Naturally Bubbly

Green Living Tips & Advice

Front Loading Washing Machines – How to Clean and Maintain High Efficiency Washers Mold Free

How to Clean a Front Loading Washing Machine

 

how to clean a front loading washing machineWhen it comes to doing laundry, many people use front loaders because they are more efficient than top loaders. On average, they use 40 percent less water and almost 60 percent less energy. They also clean clothes better. They are not without their problems; and, if you want to avoid problems, you need to know how to clean a front loading washing machine.

The Dangers of a Dirty Washing Machine

Mold is a common and dangerous problem with front loaders. Mold and mildew, at best, can cause bad odors in the machine and on your clothes. At worst, mold can make you sick. It grows because dirt, lint and water gathers between the seal of the machine’s tub and door, thus creating the ideal atmosphere for the breeding of mold, mildew and other bacteria.

The mold creates inhalable spores, and the bacteria create nasty odors. Inhaled toxic mold spores can cause chronic fatigue; dizziness; eye, nose and throat irritation; fever and flu-like symptoms; headaches; learning disabilities; nausea; severe breathing problems and vomiting. Therefore, it is important that you keep your front-loading washing machine clean and that you keep the area between the door and the tub dry when not in use.

How to Clean a Moldy Washing Machine

How to clean a Front Loading Washing MachineIf you are wondering if your machine is moldy, it probably is. If you smell a musty, sour or stinky odor coming from your washer or your clothing, you probably have an issue. There are a number of possible solutions, and none of them work for every situation.

Some people have had luck getting rid of mold by changing detergent. Some do well by using a mixture of baking soda and vinegar every few loads. Others have had mixed luck with oxygen-free bleach.

One product many people have had success with is the all-natural Smelly Washer Cleaner product. It works with high-efficiency front-loading washers, and because it is made from citrus, it is safe for the environment. It supposedly cleans by getting rid of the odor: not by masking it.

Another product that is supposed to get rid of the odor rather than mask it is Affresh Washer Cleaner for High-Efficiency (HE) Washers. The manufacturer also claims that the product is eco-friendly and safe for septic systems and appliances. It works by releasing oxygenated bubbles that remove residue buildup that causes odors.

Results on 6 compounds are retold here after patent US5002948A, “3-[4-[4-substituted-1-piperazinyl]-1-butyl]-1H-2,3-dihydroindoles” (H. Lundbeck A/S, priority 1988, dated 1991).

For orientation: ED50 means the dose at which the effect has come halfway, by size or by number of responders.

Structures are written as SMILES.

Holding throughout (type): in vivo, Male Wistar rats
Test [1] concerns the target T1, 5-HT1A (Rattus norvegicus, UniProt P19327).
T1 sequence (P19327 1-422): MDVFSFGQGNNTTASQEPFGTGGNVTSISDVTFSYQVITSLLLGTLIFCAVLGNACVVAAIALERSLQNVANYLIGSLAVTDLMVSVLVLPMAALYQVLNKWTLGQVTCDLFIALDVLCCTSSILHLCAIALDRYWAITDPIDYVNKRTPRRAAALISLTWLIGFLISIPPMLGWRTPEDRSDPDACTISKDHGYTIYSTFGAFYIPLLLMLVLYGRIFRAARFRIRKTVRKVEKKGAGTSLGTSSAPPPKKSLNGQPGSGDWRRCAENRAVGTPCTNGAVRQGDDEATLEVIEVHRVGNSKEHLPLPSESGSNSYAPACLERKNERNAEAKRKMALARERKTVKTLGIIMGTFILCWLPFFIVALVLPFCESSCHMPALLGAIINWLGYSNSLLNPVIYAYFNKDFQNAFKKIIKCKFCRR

To clean your washing machine without commercial products, use the Acidic Cleaner (click here for the recipe) with some sprinkles of baking soda to clean the rubber door gasket. Try using a soft toothbrush, or one of many small brushes you can find to clean in small crevices, and a soft clean cloth to gently but firmly wipe out the gooey mold. Frankly, If washing the gasket does not get rid of the odor and the mold, you may have to replace the gasket.

Also use the Acidic cleaner and baking soda to clean the soap and softener dispenser. If you can remove the soap dispenser tray, do so, then soak it in the vinegar solution with baking soda for ten minutes and wipe it clean. Also use the solution to clean the hole that houses the dispenser tray, if your appliance has one. Rinse all parts well after cleaning to remove the vinegar and baking soda residue. Spraying just the Acidic cleaner over the surfaces will remove the baking soda, and then water will remove the vinegar.

Again, be sure to rinse and dry everything well. In fact, you should dry all the parts of the machine, including the inside of the door, after each and every use to prevent the growth of smelly mold. Just like we advise after taking a shower to dry the tiles and grout right away, or after cleaning kitchen surfaces to let them dry completely, we advise the same treatment for your front loading washing machine. Mold, mildew and germs like moist surfaces. Eliminate the moisture, and there goes the gunk!